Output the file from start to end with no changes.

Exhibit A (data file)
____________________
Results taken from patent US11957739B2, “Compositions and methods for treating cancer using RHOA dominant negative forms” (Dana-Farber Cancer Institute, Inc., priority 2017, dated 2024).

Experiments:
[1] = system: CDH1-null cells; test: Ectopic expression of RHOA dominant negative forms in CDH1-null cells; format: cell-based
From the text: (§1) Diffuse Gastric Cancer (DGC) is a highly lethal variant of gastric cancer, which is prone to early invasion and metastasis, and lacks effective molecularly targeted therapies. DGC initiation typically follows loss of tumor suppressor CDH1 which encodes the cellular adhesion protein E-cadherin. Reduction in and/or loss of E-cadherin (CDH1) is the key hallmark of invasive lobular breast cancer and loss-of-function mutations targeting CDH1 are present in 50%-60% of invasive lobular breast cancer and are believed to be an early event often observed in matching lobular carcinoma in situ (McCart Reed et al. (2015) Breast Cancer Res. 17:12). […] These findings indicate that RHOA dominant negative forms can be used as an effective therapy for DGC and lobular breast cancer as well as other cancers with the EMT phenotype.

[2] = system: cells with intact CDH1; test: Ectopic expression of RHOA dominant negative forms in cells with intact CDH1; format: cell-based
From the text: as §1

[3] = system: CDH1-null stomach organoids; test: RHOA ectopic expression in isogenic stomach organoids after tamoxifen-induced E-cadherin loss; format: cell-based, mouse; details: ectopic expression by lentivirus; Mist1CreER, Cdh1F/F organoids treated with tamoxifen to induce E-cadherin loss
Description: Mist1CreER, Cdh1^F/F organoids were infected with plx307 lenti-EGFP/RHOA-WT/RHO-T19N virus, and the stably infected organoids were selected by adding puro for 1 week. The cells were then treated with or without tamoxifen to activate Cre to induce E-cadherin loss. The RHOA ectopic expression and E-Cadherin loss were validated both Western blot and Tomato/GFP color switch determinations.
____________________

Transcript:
Results taken from patent US11957739B2, “Compositions and methods for treating cancer using RHOA dominant negative forms” (Dana-Farber Cancer Institute, Inc., priority 2017, dated 2024).

Experiments:
[1] = system: CDH1-null cells; test: Ectopic expression of RHOA dominant negative forms in CDH1-null cells; format: cell-based
From the text: (§1) Diffuse Gastric Cancer (DGC) is a highly lethal variant of gastric cancer, which is prone to early invasion and metastasis, and lacks effective molecularly targeted therapies. DGC initiation typically follows loss of tumor suppressor CDH1 which encodes the cellular adhesion protein E-cadherin. Reduction in and/or loss of E-cadherin (CDH1) is the key hallmark of invasive lobular breast cancer and loss-of-function mutations targeting CDH1 are present in 50%-60% of invasive lobular breast cancer and are believed to be an early event often observed in matching lobular carcinoma in situ (McCart Reed et al. (2015) Breast Cancer Res. 17:12). […] These findings indicate that RHOA dominant negative forms can be used as an effective therapy for DGC and lobular breast cancer as well as other cancers with the EMT phenotype.

[2] = system: cells with intact CDH1; test: Ectopic expression of RHOA dominant negative forms in cells with intact CDH1; format: cell-based
From the text: as §1

[3] = system: CDH1-null stomach organoids; test: RHOA ectopic expression in isogenic stomach organoids after tamoxifen-induced E-cadherin loss; format: cell-based, mouse; details: ectopic expression by lentivirus; Mist1CreER, Cdh1F/F organoids treated with tamoxifen to induce E-cadherin loss
Description: Mist1CreER, Cdh1^F/F organoids were infected with plx307 lenti-EGFP/RHOA-WT/RHO-T19N virus, and the stably infected organoids were selected by adding puro for 1 week. The cells were then treated with or without tamoxifen to activate Cre to induce E-cadherin loss. The RHOA ectopic expression and E-Cadherin loss were validated both Western blot and Tomato/GFP color switch determinations.